Ukraine war: ICRC asks Canada not to mix aid with sanctions

OTTAWA — The International Committee of the Red Cross is asking Canada not to mix promises of humanitarian aid in with announcements about military support and sanctions when it comes to Russia’s invasion of Ukraine.

Lumping promises of humanitarian assistance with military support for Ukraine and sanctions against Russia threatens the neutrality that aid groups require to safely operate there and elsewhere, said ICRC director of operations Dominik Stillhart.

“When you communicate publicly, don’t lump humanitarian action together with the rest of the support for political reasons that you offer to Ukraine,” Stillhart said in an interview on Sunday.

“The danger is that humanitarian action may be perceived as a tool or as a weapon in supporting one side or the other.”

While Stillhart did not identify any specific examples, Prime Minister Justin Trudeau on Thursday announced $50 million in additional humanitarian aid for Ukraine alongside new sanctions against 160 Russian officials.

Trudeau was scheduled to meet Sunday with members of Canada’s Ukrainian community in Montreal.

Canada has so far committed about $180 million in humanitarian and development assistance to Ukraine since January, with about $30 million directed toward the ICRC and Stillhart predicting more to come in the near future.

Stillhart said his organization is grateful for Canada’s contribution. At the same time, he said understands the government wants to show support for Ukrainians in their time of need, and that he is not criticalizing it for having picked a side in the conflict.

“But what is important is that humanitarian action is not lumped into the war effort,” he said. “There is always a bit of a tendency to say: `Our country is helping militarily in Ukraine, delivering weapons and humanitarian aid.”‘

ICRC president Peter Maurer was in Moscow last week to meet with Russian Foreign Minister Sergey Lavrov for discussions around the protection of civilians in Ukraine. The visit followed a similar stop in Kyiv for meetings with Ukrainian officials.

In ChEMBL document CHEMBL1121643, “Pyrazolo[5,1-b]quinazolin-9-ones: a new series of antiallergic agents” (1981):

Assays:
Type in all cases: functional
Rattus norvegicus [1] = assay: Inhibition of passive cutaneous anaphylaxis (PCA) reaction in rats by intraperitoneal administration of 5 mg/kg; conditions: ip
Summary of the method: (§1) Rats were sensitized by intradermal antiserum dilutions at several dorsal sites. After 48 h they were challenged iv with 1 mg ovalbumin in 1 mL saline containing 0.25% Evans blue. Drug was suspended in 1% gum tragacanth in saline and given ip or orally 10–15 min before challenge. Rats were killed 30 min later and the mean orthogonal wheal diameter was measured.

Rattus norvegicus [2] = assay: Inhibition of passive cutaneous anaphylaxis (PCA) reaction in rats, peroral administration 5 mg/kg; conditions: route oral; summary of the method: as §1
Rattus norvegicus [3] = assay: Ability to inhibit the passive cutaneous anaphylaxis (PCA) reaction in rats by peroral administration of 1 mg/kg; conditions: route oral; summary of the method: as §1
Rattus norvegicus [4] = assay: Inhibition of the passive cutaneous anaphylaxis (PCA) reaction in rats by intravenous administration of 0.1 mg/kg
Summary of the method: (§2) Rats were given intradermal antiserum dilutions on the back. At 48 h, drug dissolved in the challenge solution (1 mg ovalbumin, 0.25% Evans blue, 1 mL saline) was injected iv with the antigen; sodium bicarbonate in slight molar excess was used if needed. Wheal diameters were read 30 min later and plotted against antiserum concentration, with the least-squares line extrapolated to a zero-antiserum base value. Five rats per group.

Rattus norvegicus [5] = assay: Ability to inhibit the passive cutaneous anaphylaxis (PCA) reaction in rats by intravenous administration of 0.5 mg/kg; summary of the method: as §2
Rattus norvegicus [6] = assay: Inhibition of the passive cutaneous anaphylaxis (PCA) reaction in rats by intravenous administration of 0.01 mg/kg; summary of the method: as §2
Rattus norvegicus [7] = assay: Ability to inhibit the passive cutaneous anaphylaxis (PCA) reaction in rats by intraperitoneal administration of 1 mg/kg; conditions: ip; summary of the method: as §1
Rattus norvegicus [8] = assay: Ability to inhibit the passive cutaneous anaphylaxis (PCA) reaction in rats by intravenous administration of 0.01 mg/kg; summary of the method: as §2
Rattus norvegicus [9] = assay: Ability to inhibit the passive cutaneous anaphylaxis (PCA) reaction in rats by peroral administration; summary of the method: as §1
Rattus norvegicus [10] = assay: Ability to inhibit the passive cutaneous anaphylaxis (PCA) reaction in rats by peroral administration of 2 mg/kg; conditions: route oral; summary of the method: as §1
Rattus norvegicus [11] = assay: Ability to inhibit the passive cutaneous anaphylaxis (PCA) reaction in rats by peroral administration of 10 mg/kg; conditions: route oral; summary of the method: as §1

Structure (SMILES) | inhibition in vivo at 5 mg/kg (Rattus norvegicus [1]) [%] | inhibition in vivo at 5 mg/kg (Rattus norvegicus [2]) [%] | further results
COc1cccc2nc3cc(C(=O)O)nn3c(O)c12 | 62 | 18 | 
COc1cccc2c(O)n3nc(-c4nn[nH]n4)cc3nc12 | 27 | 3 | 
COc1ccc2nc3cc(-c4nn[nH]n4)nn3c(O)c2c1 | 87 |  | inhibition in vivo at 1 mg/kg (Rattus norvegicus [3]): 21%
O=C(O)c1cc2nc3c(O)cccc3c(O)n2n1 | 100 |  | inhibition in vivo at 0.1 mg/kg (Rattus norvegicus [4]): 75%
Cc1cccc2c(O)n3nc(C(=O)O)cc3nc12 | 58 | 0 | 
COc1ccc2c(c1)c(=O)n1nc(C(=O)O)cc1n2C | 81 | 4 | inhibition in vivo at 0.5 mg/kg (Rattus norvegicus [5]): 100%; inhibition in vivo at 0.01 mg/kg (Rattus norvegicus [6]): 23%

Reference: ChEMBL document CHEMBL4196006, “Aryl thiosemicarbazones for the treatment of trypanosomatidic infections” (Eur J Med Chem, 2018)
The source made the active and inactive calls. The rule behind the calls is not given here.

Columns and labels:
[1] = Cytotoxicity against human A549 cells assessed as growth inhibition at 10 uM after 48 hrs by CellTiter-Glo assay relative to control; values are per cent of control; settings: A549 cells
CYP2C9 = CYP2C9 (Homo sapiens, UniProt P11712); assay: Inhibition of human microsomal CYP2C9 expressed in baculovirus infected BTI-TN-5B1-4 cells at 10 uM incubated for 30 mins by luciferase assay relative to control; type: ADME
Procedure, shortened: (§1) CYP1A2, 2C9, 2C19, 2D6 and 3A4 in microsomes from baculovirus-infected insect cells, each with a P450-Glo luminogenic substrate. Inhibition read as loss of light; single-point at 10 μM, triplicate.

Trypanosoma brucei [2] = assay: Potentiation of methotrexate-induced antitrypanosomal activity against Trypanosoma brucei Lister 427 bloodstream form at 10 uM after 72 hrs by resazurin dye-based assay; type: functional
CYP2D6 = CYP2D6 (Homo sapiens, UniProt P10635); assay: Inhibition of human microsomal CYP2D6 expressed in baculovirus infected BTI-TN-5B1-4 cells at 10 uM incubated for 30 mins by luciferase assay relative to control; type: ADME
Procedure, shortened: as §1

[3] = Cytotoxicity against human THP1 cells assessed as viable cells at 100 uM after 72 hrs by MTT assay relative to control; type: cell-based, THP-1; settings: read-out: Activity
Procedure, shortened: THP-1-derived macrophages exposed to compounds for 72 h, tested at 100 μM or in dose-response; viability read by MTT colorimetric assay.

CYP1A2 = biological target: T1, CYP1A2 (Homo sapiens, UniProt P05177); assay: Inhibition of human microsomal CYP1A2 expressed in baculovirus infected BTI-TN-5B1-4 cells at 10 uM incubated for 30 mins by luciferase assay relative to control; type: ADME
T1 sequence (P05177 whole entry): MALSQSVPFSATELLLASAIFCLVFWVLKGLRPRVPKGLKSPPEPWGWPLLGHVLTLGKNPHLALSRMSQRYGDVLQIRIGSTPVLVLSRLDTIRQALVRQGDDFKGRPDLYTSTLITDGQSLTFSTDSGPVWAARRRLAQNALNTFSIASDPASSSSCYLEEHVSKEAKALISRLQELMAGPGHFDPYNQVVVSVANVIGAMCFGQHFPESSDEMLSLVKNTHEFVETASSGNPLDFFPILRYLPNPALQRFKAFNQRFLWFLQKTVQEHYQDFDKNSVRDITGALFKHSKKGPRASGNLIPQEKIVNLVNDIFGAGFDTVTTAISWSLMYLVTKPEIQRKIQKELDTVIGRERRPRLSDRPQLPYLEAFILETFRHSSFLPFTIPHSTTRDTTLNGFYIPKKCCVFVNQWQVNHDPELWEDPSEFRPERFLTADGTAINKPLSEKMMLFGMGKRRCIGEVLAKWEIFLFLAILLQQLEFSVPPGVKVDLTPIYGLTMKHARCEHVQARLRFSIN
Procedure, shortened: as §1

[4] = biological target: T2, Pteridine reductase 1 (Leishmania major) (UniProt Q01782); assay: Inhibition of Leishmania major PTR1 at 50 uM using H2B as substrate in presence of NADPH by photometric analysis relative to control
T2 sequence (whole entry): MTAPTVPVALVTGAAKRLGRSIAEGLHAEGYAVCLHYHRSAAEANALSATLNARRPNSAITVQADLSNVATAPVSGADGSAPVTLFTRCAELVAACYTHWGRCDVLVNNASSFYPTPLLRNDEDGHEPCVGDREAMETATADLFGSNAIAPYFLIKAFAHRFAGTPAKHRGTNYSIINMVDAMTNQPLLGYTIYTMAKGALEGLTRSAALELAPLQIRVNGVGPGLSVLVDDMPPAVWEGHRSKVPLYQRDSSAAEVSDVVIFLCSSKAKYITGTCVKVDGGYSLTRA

While the ICRC has since seen questions about Maurer’s visit to Moscow, including from members of Canada’s large Ukrainian diaspora, Stillhart said the ability to talk to both sides is critical to protecting lives.

“For them, it’s obviously hard to understand because they feel they are being assaulted and neutrality is a difficult concept if you if you are being assaulted,” Stillhart said.

“And yet it is important, decidedly also for the Ukrainian diaspora here, to understand that by remaining neutral in a conflict, it allows you to operate precisely in the most difficult places.”

Stillhart despite acknowledged that Russia in particular has refused to co-operate when it comes to ensuring the delivery of humanitarian aid and evacuation of civilians from Mariupol and other cities besieged by Russian forces in Ukraine.

“I would wish to see more co-operation on both sides, but especially also from the Russian side,” he said. “There is zero trust, but we need to see more co-operation from both sides, and I will say mostly from the Russian side.”

Russia has been accused of deliberately targeting civilians, particularly as what was supposed to have been a quick invasion has turned into a slog marked by heavy losses as a result of poor planning and a spirited defense by Ukrainian forces.

Stillhart painted a harrowing picture of ICRC teams trying without success to evacuate civilians on several occasions, only to be turned around and sent running back for cover as a result of shelling and other attacks.

“We had shells landing less than 50 meters from the road where we started to accompany a convoy out of Mariupol and it just had to turn around because it was not safe,” he said.

The ICRC has since pulled its staff from Mariupol, the besieged city in Ukraine’s southeast where an estimated 100,000 Ukrainians remain trapped even as Russian artillery and rocket attacks continue pounding it into rubble.

“This team also ran out of food, water … spent quite some time in shelters with families sheltering with them,” he said. “And they finally just couldn’t stand it anymore and had to find their way out. The testimonies are really frightening.”

This report by The Canadian Press was first published March 27, 2022.

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